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Danger: Giant Wombats Ahead

Face to face with marsupials from the past

sunny 25 °C

'Giant Wombats Ahead' may have been a road sign near Naracoorte in South Australia if they had road signs 100,000 years ago. Naracoorte Caves, north of Mount Gambier, is a World Heritage site listed by UNESCO for its fossils of ancient mammals, one of only two such sites in Australia.

This happy chappy, shown being tickled under the chin by Susie and Michael, is a life-size statue of a Diprotodon, a forerunner of the wombat. Fossil bones from these and other super-sized ancient mammals (short-faced kangaroos, marsupial lions, etc) are still being found at Naracoorte. Fossils there cover the period from 500,000 years ago to about 60,000 years ago when the animals became extinct. Many fossils are there because the poor animals fell into caves and holes and couldn't get out. We saw real fossil bones on display and did a tour of Alexandra Cave, one of the limestone caves noted for its lovely formations, including 'cave carrots'.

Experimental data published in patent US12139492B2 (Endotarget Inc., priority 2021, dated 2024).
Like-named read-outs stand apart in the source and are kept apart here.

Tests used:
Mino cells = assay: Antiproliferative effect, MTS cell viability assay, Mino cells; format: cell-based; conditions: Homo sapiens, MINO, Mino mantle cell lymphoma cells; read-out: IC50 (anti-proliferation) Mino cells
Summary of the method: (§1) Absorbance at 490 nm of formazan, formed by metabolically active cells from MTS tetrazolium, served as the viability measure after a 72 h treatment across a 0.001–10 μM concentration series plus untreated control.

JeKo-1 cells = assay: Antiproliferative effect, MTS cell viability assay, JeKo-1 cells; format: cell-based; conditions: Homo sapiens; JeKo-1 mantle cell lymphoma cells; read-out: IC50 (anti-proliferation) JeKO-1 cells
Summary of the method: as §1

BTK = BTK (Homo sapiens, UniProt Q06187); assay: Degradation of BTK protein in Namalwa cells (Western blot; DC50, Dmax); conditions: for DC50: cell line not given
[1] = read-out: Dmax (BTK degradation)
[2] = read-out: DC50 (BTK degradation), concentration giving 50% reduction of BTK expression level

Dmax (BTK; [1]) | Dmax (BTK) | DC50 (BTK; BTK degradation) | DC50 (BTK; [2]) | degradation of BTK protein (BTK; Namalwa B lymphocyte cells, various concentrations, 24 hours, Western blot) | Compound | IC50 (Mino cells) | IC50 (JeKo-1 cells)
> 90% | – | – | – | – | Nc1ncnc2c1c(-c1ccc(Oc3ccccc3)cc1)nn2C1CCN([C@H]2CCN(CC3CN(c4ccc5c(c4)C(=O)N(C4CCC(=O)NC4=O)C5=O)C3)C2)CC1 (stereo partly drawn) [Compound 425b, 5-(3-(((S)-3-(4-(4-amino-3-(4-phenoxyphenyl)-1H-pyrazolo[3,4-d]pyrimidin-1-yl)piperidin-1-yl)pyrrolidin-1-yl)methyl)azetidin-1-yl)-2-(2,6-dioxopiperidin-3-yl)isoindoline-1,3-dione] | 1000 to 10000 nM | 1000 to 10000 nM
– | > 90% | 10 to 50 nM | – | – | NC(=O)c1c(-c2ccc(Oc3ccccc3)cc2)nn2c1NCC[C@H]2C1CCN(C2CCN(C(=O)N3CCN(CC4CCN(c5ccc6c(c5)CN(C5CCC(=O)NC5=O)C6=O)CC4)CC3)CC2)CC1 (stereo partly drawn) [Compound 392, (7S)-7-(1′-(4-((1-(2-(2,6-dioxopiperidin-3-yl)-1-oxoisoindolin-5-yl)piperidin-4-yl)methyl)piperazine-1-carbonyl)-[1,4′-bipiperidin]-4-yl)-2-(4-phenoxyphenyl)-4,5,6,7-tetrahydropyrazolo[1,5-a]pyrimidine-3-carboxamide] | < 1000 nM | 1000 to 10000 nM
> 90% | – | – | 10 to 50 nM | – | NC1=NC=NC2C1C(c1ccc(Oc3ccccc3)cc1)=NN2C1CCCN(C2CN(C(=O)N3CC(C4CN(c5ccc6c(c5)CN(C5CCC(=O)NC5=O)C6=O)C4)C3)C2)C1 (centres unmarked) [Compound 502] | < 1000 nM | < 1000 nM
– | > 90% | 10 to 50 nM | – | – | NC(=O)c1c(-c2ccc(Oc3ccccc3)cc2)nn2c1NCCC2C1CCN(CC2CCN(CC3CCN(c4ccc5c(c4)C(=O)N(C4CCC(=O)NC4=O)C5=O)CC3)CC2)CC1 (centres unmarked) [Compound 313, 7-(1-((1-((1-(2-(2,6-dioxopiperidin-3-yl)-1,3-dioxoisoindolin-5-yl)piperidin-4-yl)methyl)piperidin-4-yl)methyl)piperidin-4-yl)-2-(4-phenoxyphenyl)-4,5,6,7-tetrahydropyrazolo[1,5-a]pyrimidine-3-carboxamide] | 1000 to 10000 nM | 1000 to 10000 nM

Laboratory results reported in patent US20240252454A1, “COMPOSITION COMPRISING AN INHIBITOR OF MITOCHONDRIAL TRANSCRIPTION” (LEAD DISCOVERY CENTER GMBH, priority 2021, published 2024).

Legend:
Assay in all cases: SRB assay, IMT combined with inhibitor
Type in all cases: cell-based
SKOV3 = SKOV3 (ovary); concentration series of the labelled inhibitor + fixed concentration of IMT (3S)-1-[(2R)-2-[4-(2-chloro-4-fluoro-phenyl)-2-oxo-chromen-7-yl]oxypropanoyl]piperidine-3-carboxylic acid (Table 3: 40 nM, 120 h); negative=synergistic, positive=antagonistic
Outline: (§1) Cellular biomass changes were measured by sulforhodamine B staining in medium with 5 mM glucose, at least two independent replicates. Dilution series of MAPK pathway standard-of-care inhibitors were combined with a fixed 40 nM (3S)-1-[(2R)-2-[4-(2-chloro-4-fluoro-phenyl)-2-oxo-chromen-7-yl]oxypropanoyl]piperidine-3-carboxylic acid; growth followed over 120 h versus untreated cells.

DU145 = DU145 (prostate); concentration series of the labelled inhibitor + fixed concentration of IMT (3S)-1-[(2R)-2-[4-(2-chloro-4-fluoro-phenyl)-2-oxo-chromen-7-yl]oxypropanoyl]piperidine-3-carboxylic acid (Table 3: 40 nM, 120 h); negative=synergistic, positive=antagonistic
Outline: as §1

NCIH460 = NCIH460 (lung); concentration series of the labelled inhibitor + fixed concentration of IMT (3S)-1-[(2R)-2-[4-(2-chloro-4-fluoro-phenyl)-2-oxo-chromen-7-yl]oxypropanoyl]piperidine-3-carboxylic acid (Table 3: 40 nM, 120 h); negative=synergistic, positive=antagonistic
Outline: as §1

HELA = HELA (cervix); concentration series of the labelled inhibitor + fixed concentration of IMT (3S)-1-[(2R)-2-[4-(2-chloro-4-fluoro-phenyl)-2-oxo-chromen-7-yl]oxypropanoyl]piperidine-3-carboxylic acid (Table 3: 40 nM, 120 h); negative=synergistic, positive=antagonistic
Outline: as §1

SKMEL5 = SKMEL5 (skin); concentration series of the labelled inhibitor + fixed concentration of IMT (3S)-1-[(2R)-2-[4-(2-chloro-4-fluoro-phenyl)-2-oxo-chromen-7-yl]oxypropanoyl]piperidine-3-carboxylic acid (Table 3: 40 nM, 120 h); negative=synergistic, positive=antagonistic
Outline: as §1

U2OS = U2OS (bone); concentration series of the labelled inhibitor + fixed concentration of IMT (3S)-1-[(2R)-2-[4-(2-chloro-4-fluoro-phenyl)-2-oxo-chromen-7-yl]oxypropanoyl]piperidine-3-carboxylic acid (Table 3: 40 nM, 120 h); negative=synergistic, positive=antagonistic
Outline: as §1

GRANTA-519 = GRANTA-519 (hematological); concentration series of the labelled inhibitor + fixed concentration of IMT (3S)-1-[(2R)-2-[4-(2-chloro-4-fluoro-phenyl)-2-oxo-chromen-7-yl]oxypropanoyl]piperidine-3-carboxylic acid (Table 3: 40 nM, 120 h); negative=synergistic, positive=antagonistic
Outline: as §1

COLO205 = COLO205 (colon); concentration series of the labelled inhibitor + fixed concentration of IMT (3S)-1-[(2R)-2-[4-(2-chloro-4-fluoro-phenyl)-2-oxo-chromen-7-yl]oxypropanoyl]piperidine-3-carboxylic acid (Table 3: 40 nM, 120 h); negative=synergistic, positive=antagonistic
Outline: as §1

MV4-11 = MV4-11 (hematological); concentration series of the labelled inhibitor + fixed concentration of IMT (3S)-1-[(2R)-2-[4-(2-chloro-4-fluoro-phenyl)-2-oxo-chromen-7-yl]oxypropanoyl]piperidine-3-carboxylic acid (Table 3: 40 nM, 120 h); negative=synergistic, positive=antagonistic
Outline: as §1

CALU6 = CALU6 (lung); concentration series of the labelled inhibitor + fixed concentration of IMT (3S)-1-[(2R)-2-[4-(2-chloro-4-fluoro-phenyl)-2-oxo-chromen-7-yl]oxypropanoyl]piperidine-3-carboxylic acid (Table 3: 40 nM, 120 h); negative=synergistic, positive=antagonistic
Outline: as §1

We're in Adelaide now after stopping two nights at the beautiful and historic town of Port Elliot on the Fleurieu Peninsula. We caught a steam train along the dunes there - the Cockle Train. It made up for the fact that our caravan park cabin was pretty basic!

Posted by kecasumi 19:41 Archived in Australia Tagged animals caves fossils

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